Video Gaming Often Compromises Sleep
New research finds that video gaming is often an impediment to obtaining adequate sleep.
In a new study, researchers from the University of North Texas Health Science Center found that that on average, gamers delayed going to bed 36 percent of the nights they played video games. They also discovered study participants averaged 4.6 nights per week of game playing.
Overall, the average delay in bedtime on the nights spent gaming was 101 minutes, or nearly two hours.
“These finding provide further insight into factors that influence individuals’ decision making when determining if they should get sufficient sleep. Our data shows that video gaming is quite an important factor that frequently leads to missed sleep for 67 percent of gamers,” said lead author and principal investigator Brandy M. Roane, Ph.D.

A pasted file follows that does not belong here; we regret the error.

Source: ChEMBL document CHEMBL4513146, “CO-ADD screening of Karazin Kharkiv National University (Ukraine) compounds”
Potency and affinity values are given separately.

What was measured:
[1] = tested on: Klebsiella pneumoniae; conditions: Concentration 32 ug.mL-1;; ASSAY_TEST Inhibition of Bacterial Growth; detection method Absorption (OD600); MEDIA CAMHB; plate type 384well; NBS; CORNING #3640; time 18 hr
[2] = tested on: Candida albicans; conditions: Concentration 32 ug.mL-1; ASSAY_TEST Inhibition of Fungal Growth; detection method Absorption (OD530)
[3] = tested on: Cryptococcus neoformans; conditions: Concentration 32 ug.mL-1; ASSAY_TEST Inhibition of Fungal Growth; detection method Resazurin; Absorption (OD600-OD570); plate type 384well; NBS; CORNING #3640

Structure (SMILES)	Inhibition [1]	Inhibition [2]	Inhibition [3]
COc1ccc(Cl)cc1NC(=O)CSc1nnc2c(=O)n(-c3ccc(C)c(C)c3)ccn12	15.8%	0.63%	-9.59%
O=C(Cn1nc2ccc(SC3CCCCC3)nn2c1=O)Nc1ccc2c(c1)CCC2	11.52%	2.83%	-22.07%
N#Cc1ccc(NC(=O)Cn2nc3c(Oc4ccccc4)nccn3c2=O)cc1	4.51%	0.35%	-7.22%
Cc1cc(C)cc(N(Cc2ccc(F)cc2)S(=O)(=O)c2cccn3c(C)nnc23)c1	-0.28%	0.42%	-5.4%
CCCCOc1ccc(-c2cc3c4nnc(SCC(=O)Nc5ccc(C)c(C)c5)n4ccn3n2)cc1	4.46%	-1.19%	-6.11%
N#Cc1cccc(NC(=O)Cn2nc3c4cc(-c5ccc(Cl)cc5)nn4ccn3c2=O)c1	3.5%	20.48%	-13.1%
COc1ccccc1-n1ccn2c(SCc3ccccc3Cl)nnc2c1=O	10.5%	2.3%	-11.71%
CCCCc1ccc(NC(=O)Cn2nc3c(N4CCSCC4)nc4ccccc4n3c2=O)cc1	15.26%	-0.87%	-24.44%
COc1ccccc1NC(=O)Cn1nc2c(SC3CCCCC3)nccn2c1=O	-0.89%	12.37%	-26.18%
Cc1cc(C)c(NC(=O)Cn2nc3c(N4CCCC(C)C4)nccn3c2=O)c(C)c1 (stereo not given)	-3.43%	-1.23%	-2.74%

“Additionally, the reasons provided by gamers for their choice to delay their bedtime strongly supports the inclusion of video gaming as an addictive behavior.”
The research abstract was published recently in an online supplement of the journal Sleep and was presented in Denver at SLEEP 2016, the 30th Anniversary Meeting of the Associated Professional Sleep Societies LLC (APSS).
The study included online surveys from 963 gamers. Participants were U.S. gamers with an average age of 28.7 years who played video games at least once the previous week.
Survey questions included queries on demographics, gaming consoles, game genres, gaming frequency and duration.
Nauert PhD, R. (2016). Video Gaming Often Compromises Sleep. Psych Central. Retrieved on March 18, 2018, from https://psychcentral.com/news/2016/06/14/video-gaming-often-compromises-sleep/104769.html